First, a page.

As we were not addressing a specific management objective we drew upon indicators commonly used to address a range of spatial management objectives. The indicators evaluated were drawn from previous studies on ecological indicators and from the results of a literature review undertaken as part of this study. We also chose indicators that could be feasibly calculated and tested in the Atlantis-SM model, which cover the majority of indicators that can be feasibly and repeatedly measured in reality. These indicators cover the primary indicators used to date to monitor MPAs, and the recommended set from past studies of ecological indicators of the effects of anthropogenic impacts (especially fishing).
Compared with previous studies, the indicators checked show that, in broad terms, overall indicator performance still holds. However it also highlighted that monitoring for EBM performance may be far from simple. While sampling schemes of low frequency or spatial coverage are acceptable for detecting change inside and outside closures (also needing a reasonable time series to enable causes of the signal to be evaluated) they have little power to detect signals at broader spatial scales. Monitoring schemes with small spatial coverage or infrequent temporal repetition (on the order of 3-5 years or more) had no power to rapidly detect changes in the system; while intensive sampling was confounded by natural system variation and shifts through time, unless carefully planned around stratified sampling schemes. Moreover, indicators, such as pelagic:demersal fish biomass, that have been found to be useful across different ecosystem types proved sensitive to scale. These indicators were informative in the immediate area of closures (as the data at this scale is within habitat patches and individual species ranges and so avoid species-scale mis-matches) and globally (because at such large scales the ratio integrates across many species effectively smoothing out any potential mis-matches). However, they do not work at intermediate spatial scales because these exceed the typical spatial range of activity of individual species, but are not yet at a point where they smoothly integrate across sufficient groups.
The ecology of the groups in the system also impacts the performance of individual indicators based on those groups. For example, signals for mobile species can be over-stated outside reserves, while signals for more sedentary species decay rapidly with distance from the closures.
Atlantis-SM also suggests that variation in community dynamics between regions can lead to locally specific indicator-attribute relationships; meaning that while indicator signals are representative of the attribute at a specific locale, they may not always be consistent site-to-site. For instance the relationship between the indicator “relative lobster biomass” and the attribute “diversity” was linear (with R2> 0.92), but in opposite directions (in one case there was a positive correlation and in one a negative) at sites less than 300km apart. This difference in direction of response is due to locally specific environmental drivers and community dynamics and has significant implications for monitoring and management, as it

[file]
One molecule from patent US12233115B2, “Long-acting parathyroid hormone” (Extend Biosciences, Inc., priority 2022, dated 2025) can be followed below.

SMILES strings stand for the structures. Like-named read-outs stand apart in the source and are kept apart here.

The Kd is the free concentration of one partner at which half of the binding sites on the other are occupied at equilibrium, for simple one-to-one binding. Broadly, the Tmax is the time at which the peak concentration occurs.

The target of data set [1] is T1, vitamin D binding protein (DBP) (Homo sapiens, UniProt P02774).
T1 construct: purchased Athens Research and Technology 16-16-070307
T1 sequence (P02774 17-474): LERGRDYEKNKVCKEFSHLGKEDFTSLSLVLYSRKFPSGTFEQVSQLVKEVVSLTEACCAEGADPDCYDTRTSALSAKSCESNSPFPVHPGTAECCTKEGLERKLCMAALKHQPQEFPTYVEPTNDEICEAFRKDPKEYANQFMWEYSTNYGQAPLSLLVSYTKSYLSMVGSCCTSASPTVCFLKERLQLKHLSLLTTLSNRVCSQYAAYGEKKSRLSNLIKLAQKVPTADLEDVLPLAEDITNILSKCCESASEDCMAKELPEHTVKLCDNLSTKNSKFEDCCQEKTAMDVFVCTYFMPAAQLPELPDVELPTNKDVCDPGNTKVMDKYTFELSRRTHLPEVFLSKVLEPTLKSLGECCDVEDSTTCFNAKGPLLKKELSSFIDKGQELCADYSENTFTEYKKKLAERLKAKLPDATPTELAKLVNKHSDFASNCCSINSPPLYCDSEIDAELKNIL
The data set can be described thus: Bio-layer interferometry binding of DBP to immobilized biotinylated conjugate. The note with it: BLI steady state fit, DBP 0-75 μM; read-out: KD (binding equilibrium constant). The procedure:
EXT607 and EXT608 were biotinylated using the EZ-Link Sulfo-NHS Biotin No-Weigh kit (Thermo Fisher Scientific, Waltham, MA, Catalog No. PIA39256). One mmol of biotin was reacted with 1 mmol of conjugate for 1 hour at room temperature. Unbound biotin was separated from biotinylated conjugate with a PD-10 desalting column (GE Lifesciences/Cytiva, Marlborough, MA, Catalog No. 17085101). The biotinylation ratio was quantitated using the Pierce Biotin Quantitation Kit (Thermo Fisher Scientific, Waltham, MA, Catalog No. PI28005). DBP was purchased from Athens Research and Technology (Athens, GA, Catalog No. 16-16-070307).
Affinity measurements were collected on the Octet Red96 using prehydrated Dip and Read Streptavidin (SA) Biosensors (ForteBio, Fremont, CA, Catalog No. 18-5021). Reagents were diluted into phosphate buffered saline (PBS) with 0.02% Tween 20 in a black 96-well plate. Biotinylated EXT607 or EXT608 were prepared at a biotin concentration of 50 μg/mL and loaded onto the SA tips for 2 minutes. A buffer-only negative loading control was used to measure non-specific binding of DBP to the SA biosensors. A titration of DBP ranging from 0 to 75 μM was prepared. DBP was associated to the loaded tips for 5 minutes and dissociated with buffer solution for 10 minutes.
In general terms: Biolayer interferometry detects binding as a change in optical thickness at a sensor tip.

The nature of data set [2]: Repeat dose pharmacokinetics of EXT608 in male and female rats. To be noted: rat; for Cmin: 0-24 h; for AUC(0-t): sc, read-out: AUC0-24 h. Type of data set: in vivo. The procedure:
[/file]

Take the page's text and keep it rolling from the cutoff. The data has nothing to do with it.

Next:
Developing Integrated Performance Measures for Spatial Management of Marine Systems
shows that an understanding of system dynamics at regional scales will be necessary to understand the signal obtained from indicators. This suggests that universal reference points (analogous to B0.4 in fisheries) or directions, which do not take into account local specificity, may not be feasible. This finding is at odds with recent literature on indicators which not only recommends a definitive set of indicators across many systems and scales but also recommends the use of reference points that are intended to be consistent across systems. Instead, suites of indicators drawn from the main general classes of indicators noted above (e.g. relative biomass, biomass ratios, relative habitat cover) will need their associated reference points or directions adjusted to suit status and processes at the locations of interest (and potentially through time as the system changes). Crucially, this also means that a lack of a temporal dimension in monitoring cannot be completely compensated for by periodically applying very intensive surveys across broad spatial scales.The results of the study indicated that fisheries dependent indicators should not be used alone unless there is absolutely no alternative (industry independent data is much preferred). Fishery independent surveys using commercial or research vessels (often using trawl or other extractive methods), are commonly used around the world. However in some spatial zoning arrangements, such as no-take MPAs, extractive sampling methods may be prohibited. It has been argued that by using a combination of (non-extractive) observational techniques (eg underwater visual census, video, BRUVS, acoustics, „smart tags‟ etc) to target specific species or habitats, spatial monitoring surveys can provide information on the whole ecosystem. While this might be the case, the efficacy of many of these methods for the sustained observing required to monitor marine systems has still to be demonstrated.
Finally, these are strong ecological reasons why a suite of indicators will be needed to capture performance of spatial management. When moving to triple bottom line objectives, the inclusion of social and economic objectives is still more reason for use of a broad suite of indicators to cover all aspects of the system (and triple bottom line objectives).

Item Type: Report (Technical Report)
Keywords: Spatial management modelling modelling MPA Marine Protected Area
Publisher: CSIRO
Identification Number - DOI: ISBN 9781921826375
Date Deposited: 04 Nov 2011 03:58
Last Modified: 08 Nov 2011 00:19
Item Statistics: View statistics for this item

Actions (login required)

Item Control Page Item Control Page